Director James Watkins (Eden Lake, The Woman in Black) and writer Andrew Baldwin create an entertaining 90-minute distraction. Fit for a lazy Saturday, Bastille Day skates by on Elba’s charm, bruising action, and solid pacing.

Verdict: A serviceable action flick.

The Jungle Book Review: Bill’s Necessities

Director: Jon Favreau

Writers: Justin Marks (screenplay), Rudyard Kipling (novel)

Stars: Neel Sethi, Bill Murray, Ben Kingsley, Idris Elba


Release date: April 7th, 2016

Distributor: Walt Disney Studios Motion Pictures

Country: USA

Running time: 105 minutes


Review: The Jungle Book




Zootopia Review: Born to be Mild

Directors: Byron Howard, Rich Moore

Writers: Jared Bush, Phil Johnson

Stars: Ginnifer Goodwin, Jason Bateman, Idris Elba, J.K. Simmons


Release date: March 17th, 2016

Distributor: Walt Disney Studios Motion Pictures

Country: USA

Running time: 108 minutes



Review: Zootopia

Mandela: Long Walk to Freedom Review – The Elba Enigma

Director: Justin Chadwick

Writer: William Nicholson (screenplay), Nelson Mandela (autobiography)

Stars: Idris Elba, Naomie Harris, Tony Kgoroge, Riaad Moosa

Release date: January 3rd, 2014

Distributors: 20th Century Fox, The Weinstein Company

Countries: UK, South Africa

Running time: 146 minutes




Best part: Elba and Harris.

Worst part: The confused narrative.

Throughout the 20th century, certain political figures and celebrities reached for the stars. They ignored backlash and threats to conquer their dreams and make the world a better place. This may seem sappy, but humanity’s more positive aspects can reshape the world’s structures. One such person was Nelson Mandela. Mandela comes to mind at opportune moments. Mandela proved that one person really could make a difference. With his death shattering the world last year, he was an inspirational public figure and determined human being. Inevitably, biopics about this spectacular man, over the past decade, have come thick and fast.

Idris Elba.

Idris Elba.

The most recent entry in this blissfully specific genre, Mandela: Long Walk to Freedom, wholeheartedly strives to blanket his immense life story. This broad and aimless docudrama travels down a familiar road. Covering typical biopic trappings, the movie becomes a vacuously unsuccessful Oscar-hungry monster. Looking back on Mandela’s significant life story, the movie’s wavering and untrustworthy reach exceeds its weak grasp. However, despite the wasted potential, it still features several overwhelmingly commendable qualities. Despite this enthralling tale, the movie explores and comments on too much at once. Despite my harsh words, these criticisms are warranted. To take on a project of this magnitude, studios must step back, hire commendable writers and directors, and let certain biopics follow specific paths. Sadly, this production’s producers and studios sugarcoat this fascinating narrative. Long Walk to Freedom begins with a teenage Mandela embracing South Africa’s rich tribal culture. Becoming one with the four elements, Mandela convinces himself he’s ready for a purposeful and daunting life. The movie then jumps forward, and a 30-something Mandela (Idris Elba) is presented as the black community’s spirited saviour. Standing up for innocent civilians in court, he becomes a prolific symbol of black power and freedom. Protesting legislation changes as part of the African National Congress, Mandela promotes equality whilst speaking out against apartheid.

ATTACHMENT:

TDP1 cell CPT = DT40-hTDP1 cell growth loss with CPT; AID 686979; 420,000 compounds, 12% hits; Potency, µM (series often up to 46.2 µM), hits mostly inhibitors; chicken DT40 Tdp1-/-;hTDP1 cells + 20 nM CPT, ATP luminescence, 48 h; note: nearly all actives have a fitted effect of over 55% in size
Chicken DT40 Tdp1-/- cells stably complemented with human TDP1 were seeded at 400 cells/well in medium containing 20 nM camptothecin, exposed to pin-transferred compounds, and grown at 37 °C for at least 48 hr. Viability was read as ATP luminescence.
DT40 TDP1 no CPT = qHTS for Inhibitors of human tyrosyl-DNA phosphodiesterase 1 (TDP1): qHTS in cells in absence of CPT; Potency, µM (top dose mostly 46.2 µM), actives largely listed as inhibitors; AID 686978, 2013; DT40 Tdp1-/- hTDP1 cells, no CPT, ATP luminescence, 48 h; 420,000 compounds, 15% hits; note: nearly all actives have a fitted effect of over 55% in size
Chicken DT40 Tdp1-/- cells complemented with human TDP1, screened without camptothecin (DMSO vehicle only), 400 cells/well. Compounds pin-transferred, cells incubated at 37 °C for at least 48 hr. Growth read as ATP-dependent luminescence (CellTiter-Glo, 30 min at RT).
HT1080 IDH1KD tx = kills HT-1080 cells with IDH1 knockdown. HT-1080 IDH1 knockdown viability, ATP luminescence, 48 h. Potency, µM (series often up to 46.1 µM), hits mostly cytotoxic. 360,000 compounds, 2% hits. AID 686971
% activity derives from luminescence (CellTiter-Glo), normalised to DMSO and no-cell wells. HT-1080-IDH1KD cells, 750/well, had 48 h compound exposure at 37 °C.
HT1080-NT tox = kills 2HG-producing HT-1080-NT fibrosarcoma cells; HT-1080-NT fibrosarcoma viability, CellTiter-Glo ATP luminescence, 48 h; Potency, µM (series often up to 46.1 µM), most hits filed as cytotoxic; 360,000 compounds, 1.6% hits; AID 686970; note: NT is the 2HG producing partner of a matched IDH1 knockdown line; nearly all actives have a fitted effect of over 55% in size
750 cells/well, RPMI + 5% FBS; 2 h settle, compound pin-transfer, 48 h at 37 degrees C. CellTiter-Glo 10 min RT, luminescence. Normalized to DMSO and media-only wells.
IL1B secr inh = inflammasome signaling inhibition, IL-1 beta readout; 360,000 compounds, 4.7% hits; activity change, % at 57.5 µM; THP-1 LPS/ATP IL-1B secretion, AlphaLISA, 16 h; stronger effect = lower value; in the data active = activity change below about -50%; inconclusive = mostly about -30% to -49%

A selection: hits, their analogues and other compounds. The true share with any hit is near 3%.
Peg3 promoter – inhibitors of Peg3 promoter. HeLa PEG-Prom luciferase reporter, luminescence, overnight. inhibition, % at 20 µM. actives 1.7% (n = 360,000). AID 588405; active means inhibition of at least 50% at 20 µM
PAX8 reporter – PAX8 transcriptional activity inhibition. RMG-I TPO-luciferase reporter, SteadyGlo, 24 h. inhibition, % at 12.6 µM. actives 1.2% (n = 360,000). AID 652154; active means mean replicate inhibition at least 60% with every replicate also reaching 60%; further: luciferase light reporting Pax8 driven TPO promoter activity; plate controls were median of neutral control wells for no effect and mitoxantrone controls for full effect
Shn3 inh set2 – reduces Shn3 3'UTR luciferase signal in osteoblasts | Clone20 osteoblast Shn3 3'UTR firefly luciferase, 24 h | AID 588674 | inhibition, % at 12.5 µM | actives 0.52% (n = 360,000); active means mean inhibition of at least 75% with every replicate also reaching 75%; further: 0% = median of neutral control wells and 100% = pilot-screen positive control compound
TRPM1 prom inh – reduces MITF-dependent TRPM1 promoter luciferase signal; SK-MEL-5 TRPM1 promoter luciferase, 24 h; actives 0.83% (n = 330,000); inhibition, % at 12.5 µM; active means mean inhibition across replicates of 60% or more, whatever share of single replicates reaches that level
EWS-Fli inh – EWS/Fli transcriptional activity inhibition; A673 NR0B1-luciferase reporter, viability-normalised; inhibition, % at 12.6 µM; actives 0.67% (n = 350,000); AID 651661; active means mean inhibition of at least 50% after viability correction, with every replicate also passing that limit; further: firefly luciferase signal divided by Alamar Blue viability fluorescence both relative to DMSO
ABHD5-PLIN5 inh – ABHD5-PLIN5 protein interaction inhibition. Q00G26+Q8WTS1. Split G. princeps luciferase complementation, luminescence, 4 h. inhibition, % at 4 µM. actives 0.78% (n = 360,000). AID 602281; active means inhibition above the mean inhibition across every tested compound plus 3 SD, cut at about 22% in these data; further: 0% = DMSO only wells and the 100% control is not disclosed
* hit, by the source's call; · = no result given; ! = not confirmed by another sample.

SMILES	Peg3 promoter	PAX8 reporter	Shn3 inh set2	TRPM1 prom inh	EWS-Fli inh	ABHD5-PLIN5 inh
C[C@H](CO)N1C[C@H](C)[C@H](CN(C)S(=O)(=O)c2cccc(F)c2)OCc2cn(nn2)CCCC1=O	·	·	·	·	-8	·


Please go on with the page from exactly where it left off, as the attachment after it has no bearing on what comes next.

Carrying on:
Naomie Harris.

Naomie Harris.

Biopics usually go one of two ways: either focusing on specific parts of a person’s life (Lincoln) or depicting timelines covering everything from humble beginnings to untimely deaths (Ghandi). Despite this story’s commendable aspects, Long Walk to Freedom doesn’t deliver new information. Everyone with some knowledge of global affairs is aware of Mandela’s immense power and courage. Relying intensely on well-known facts and archival footage, the movie delivers a broad and underwhelming account of Mandela’s journey. The movie’s tagline reads: “Revolutionary. Prisoner. President”. Sadly, the movie provides precious little depth beyond these three significant words. Here, Mandela’s actions, motivations, and internal conflicts are under-utilised. The movie never examines Mandela’s ethical, spiritual, and moral codes. Presenting this strong-willed man as an all-encompassing symbol, the movie resembles a statue. Admittedly, this is a strange statement. However, like a statue, the movie presents a towering presence without utilising emotional weight or humanistic qualities. In addition, Long Walk to Freedom is just as static. Despite its inspirational narrative, this cumbersome biopic is inflicted with clumsy pacing and jarring tonal shifts. Screenwriter William Nicholson (Gladiator) inconsistently juggles this story’s cognitive and note-worthy qualities. Awkwardly lurching from one important event to the next, Mandela’s life is summed up in brief sequences. Throughout the first third, this biopic shifts from one incident, momentous moment, and ideal to another without warning. Confusingly, Mandela himself hurriedly transitions from womanising lawyer, to sensitive family man, to proud revolutionary. Despite the speeches and exposition, the movie doesn’t deliberate on his story’s most informative and miraculous qualities. Unfortunately, Long Walk to Freedom becomes The Butler’s slightly more interesting counterpart. Sharing similar structural, thematic, and dramatic issues, these movies delve only skin deep into all-important narratives.